Meet the winners: Tristan Harris
Tristan Harris, a recipient of the 2023 Tällberg-SNF-Eliasson Global Leadership Prize, is a leader who wants to make technology more humane, ethical, and aligned with humanity’s best interests. He is the co-founder and executive director of the Center for Humane Technology (CHT), a nonprofit organization that aims to change the way the tech industry designs and builds products that affect billions of people.
“Good people can be captured by bad incentives. A big principle in our work is how, if you show me the incentive, I will show you the outcome. With social media, the incentive was attention. That created the race to the bottom of the brainstem for attention. We can redirect the future by changing that incentive.”
Harris is a former design ethicist at Google, where he tried to raise awareness about the ethical implications of technology, especially how it influences user attention, behavior, and well-being. He left Google in 2016 to start CHT with a team of former tech insiders and experts, who share his vision and mission.
“At Google, I studied how to think ethically about the attention economy. I realized that a handful of tech designers at a handful of companies were shaping the flows of human attention and information and redirecting and rewiring those flows of attention and information in texting and information and newsfeeds and social media. And I saw how that was going to be managed by market dynamics rather than by asking what was in the best interest of humanity. How do you ethically or thoughtfully or consciously hold the collective consciousness of humanity in a way that doesn’t lead to pernicious outcomes? …I left and started this nonprofit recognizing after three years of trying to change Google from the inside that I could not do that.”
Harris has a clear vision that technology should serve humanity, not the other way around. He believes that technology should treat attention and intention as sacred, protect well-being, and build human capacity to address urgent challenges. He also recognizes the systemic and interconnected nature of the addiction, distraction, isolation, polarization, and misinformation caused by the current tech ecosystem.
Harris says he coined the term “human downgrading” to describe this phenomenon and called for a “whole-systems” approach to solve it. However, he soon realized that there was “no adult in the room” thinking about the problem or willing to address it. “As a mid-level person at Google, when I first raised some of the attention economy, bottom of the brainstem issues, I was surprised to find out that no one was asking these questions.”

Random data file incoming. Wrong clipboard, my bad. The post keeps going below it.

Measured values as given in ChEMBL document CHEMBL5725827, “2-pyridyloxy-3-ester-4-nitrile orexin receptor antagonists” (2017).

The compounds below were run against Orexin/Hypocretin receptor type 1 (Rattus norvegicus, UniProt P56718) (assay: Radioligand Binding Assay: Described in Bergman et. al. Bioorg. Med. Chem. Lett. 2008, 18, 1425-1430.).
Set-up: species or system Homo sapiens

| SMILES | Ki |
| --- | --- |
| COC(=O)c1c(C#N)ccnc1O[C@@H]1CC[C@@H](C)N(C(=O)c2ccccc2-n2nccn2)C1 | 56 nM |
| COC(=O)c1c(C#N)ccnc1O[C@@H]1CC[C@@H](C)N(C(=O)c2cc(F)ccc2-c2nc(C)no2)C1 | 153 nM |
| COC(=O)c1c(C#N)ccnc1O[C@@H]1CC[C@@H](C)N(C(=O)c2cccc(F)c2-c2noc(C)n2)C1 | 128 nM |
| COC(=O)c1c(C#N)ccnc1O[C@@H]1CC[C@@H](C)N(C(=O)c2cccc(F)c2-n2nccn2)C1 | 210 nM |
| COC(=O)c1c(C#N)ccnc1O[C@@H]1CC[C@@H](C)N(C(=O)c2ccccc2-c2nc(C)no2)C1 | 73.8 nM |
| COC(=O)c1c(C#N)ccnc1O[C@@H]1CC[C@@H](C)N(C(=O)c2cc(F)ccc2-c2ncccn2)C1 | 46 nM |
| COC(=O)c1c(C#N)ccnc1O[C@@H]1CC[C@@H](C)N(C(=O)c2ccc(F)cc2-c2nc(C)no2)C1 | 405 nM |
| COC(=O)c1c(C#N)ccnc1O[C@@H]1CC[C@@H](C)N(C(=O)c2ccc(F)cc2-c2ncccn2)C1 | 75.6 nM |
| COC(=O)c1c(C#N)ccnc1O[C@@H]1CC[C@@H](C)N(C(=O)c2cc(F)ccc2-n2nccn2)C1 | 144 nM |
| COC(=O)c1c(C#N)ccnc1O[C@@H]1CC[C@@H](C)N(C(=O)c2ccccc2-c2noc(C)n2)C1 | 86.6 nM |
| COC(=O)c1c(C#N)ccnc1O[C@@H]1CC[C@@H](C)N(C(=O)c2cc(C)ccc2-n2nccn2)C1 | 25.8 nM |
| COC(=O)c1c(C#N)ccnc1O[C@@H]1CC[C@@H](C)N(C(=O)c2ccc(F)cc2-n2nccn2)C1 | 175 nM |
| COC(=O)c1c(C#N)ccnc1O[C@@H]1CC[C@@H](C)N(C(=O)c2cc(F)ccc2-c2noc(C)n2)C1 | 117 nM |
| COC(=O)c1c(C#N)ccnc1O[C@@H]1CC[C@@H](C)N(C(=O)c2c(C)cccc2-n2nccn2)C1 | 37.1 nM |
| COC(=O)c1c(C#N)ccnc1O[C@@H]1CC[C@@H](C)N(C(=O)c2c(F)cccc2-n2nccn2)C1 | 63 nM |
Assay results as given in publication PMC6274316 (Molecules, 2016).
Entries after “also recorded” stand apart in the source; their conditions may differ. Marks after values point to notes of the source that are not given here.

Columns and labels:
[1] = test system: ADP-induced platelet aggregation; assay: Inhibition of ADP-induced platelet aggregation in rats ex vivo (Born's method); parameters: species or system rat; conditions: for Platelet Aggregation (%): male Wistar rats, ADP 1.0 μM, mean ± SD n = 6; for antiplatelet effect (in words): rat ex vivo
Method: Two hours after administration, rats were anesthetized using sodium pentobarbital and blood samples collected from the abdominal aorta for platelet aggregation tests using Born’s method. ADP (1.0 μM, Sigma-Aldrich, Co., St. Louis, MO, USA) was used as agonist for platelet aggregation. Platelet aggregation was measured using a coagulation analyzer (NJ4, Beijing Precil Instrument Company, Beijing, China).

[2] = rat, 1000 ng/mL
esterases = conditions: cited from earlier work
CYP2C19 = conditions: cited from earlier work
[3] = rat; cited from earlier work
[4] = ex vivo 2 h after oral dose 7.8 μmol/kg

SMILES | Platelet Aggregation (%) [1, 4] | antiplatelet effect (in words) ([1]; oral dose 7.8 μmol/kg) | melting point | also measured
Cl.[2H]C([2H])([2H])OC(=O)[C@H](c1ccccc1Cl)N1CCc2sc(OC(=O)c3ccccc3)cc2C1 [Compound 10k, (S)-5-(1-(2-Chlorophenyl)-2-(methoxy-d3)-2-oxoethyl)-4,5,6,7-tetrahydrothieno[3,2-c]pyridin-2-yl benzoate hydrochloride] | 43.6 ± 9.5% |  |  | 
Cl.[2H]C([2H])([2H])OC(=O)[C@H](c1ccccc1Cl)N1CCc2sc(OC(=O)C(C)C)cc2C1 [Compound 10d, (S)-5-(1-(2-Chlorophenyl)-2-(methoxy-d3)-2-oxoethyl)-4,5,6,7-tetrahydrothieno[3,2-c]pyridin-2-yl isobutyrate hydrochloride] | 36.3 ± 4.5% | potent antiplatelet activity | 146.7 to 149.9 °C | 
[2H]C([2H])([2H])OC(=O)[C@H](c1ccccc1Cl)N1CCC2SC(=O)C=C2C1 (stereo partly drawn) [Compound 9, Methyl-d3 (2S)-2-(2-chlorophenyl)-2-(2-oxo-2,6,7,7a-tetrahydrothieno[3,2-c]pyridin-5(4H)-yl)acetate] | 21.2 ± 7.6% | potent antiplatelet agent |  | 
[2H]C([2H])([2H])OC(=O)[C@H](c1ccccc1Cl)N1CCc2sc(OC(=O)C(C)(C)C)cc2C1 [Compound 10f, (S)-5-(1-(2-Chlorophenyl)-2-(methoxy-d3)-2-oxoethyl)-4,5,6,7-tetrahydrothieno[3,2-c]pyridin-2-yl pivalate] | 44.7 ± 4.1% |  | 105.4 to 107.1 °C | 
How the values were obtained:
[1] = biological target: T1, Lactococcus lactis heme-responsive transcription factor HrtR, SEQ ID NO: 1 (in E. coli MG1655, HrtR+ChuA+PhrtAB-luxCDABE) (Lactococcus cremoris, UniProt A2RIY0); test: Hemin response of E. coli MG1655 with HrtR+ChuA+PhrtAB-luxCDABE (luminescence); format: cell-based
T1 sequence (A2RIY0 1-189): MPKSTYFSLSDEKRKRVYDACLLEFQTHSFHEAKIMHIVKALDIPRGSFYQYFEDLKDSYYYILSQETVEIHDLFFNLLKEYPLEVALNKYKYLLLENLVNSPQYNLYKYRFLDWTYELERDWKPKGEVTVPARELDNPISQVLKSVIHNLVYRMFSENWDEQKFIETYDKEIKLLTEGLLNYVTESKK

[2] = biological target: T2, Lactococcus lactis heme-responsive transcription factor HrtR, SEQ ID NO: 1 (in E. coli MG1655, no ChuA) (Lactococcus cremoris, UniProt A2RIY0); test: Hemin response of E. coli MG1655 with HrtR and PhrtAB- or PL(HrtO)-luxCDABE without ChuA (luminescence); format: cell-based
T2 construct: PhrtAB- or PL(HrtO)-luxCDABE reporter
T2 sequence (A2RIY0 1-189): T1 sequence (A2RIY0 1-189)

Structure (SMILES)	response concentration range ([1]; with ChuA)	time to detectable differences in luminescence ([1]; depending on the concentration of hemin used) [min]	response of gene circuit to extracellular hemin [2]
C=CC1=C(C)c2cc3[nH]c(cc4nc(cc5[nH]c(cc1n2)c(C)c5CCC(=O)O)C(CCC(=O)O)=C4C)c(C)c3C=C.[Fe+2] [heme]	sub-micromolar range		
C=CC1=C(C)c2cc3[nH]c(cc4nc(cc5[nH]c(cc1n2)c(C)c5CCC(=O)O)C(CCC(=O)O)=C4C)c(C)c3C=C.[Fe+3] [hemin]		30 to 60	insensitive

“And when I left Google, I met Senator Mark Warner who was chair of the Senate Intelligence Committee back in 2017 who had access to the most privileged and classified information about what Russia did during the 2016 election. Then I realized that when I was sharing with him the issues around social media that I was telling him things that he didn’t know” but were essential to understanding what the Russians had done. Harris came to realize that technology is moving so fast that decision-makers—in government as well as in industry—need access to expertise and to “someone who is inside, who knows the people who are building this stuff, who knows the technical details of how it all works. And that’s what led me to do what I’m doing.”
Harris says that the corollary to recognizing that no one was paying attention to the big issues driving the evolution of information technology was that “We are the adults and we need to step up as adults in that situation.”
That is the context in which Harris appeared in the Netflix documentary The Social Dilemma. The film features Harris and other former tech employees explaining how the design of social media platforms nurtures addiction to maximize profit and manipulates people’s views, emotions, and behavior. Since its debut in September 2020 at the Sundance Film Festival, the documentary has reached an estimated 100 million people, streaming in 190 countries in 30 languages.
Harris believes that public communication initiatives like The Social Dilemma are critical both to educating the public as well as to changing policies and laws. He describes how his team created a fake social media account for a 13-year old girl which attracted the attention of an AI agent that gave bad advice about having sex with her 41-year old boyfriend. Publicity about the case in The Washington Post ultimately led TikTok to hold back its own version of an AI agent that would have offered similar advice. That’s a win, but not enough of one. “Our goal is to change laws, to change the incentives that are guiding these current companies,” he says.
Harris does not work alone. He co-founded CHT with a team of former tech insiders and experts, who share his passion and expertise for humane technology. He also works closely with a network of partners, allies, and supporters across the public, private, and philanthropic sectors.
At the end of the day, Harris fundamentally believes that society deserves better from tech companies. As he wrote in The New Possible: Visions of Our World beyond Crisis, “E.O. Wilson has said, ‘The problem with humanity is that we have Paleolithic emotions, medieval institutions, and godlike technology.’ We need to embrace our paleolithic emotions in all their fixed weaknesses and vulnerabilities. We need to upgrade our institutions to incorporate more wisdom, prudence, and love. And we need to slow down the development of [that] godlike technology.”